1. susanne430 said,

    Interesting! I hope after reading and discussing Matthew (with you and anyone else who wants to join us) that I can move on to Mark and Luke and eventually all the way through the NT to discuss things. Not that I have all the answers….I may raise more questions than I want, but I think it’ll be a good thing for me to do. 🙂

    As for the Romans and Colossians verses, I’d have to check them in their full contexts, but I don’t see those as contradictory. Paul uses baptism as a symbol of our dying to our sin, being buried (our immersion into water) and being raised again to new life in Christ (rising out of the water.) I think in one passage he was referring to this baptismal “resurrection” whereas in the other he was referring to the literal resurrection from the dead. I may be completely wrong, but that’s how I understand it to be. Thanks for posting about this book! I found what he wrote about Luke quite interesting as well.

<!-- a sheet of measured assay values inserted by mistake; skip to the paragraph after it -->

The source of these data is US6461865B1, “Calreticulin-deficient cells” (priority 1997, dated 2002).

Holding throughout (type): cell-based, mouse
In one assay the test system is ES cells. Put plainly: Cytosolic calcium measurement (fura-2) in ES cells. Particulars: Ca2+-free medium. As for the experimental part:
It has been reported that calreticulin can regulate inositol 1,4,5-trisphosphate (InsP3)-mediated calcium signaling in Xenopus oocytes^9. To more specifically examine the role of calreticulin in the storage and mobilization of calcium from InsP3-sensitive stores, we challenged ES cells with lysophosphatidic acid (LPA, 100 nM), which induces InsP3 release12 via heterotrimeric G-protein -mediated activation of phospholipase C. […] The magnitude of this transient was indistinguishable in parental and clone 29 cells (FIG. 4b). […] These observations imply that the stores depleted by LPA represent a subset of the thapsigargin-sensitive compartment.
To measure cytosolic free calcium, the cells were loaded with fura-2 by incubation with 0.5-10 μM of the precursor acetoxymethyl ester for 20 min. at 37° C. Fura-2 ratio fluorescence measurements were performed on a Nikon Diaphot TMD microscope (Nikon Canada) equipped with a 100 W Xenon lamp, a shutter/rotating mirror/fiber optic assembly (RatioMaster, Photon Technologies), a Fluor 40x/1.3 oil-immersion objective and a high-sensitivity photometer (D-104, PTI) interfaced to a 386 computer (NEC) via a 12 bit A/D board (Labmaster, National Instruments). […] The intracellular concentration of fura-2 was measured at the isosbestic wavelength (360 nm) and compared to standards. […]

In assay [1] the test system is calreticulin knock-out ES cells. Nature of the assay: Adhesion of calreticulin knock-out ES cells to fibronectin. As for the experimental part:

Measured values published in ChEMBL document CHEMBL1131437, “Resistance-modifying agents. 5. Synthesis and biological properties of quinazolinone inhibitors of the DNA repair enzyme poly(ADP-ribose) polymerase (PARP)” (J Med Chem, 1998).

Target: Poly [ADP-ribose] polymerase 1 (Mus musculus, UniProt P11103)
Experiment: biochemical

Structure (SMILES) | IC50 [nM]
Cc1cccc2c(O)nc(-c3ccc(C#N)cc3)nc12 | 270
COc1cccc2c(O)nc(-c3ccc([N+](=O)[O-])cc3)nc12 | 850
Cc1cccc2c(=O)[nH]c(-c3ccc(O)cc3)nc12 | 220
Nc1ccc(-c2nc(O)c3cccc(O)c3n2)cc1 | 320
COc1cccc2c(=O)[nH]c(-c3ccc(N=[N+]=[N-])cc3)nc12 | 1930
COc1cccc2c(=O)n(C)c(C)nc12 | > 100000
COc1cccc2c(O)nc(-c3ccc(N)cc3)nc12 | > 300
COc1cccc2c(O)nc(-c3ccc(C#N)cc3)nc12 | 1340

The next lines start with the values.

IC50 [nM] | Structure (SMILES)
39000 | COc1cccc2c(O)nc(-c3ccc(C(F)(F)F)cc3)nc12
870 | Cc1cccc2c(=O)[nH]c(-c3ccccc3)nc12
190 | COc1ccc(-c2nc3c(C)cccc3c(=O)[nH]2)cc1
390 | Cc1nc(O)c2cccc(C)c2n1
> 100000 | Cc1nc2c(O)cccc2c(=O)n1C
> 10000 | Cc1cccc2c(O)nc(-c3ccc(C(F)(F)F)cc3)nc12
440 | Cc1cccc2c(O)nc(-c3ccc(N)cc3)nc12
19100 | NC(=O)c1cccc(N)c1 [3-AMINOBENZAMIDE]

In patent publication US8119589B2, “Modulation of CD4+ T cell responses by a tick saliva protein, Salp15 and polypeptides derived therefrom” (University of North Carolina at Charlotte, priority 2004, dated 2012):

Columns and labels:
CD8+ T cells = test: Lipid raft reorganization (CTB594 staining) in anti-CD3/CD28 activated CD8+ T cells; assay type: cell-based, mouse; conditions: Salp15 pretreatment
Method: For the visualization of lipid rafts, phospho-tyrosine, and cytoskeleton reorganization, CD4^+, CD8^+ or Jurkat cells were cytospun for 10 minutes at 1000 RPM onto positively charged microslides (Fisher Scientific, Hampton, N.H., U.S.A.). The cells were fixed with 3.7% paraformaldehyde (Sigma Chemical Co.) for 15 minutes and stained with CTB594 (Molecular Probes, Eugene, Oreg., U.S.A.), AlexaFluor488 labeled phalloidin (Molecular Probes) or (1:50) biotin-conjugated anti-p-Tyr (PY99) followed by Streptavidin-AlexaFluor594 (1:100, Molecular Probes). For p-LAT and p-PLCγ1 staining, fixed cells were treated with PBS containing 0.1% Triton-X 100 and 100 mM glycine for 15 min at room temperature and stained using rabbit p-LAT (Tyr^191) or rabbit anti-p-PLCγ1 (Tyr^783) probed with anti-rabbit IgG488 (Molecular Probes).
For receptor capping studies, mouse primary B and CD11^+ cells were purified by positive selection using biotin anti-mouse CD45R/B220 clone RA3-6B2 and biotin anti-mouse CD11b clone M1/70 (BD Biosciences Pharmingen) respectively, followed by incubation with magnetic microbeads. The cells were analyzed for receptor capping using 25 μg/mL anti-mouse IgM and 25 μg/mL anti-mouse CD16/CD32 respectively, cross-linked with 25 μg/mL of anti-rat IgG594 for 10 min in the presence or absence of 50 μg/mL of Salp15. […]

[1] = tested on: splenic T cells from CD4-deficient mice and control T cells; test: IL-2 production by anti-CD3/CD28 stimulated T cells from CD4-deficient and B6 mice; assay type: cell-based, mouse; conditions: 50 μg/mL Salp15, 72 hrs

2. sanil said,

    I haven’t actually read much of Ehrman’s work, but I’ve liked what you’ve said about him and I think I’ll stop and pick up a book or two of his from the library when I get a chance. 🙂

    I wish churches would talk more about the differences between the gospels and letters. I love seeing how the understanding of the writer comes through in them, and think there’s a lot to be gained by viewing the gospels as individual works rather than trying to merge them all into a unified history of Jesus’ life. The theological points each writer is trying to show through his biography are completely missed without that separation, and I personally feel that the message they were trying to communicate should be at least as important as the anecdotes the gospels are often reduced to.

  3. Achelois said,

    When I ordered Misquoting Jesus I got a lot of invitations from Amazon to order Jesus Interrupted. I wish I had ordered it as well.

    I’m re-reading Misquoting Jesus and can see parallel themes in Jesus Interrupted from your posts. Last night I read a very interesting chapter on ancient scribes and how they worked – some were NOT literate! They merely copied words letter by letter which could result in errors like you posted between Romans and Colossians. I’m planning a long post on it linking it with Islam but I have to think a lot too before I do that.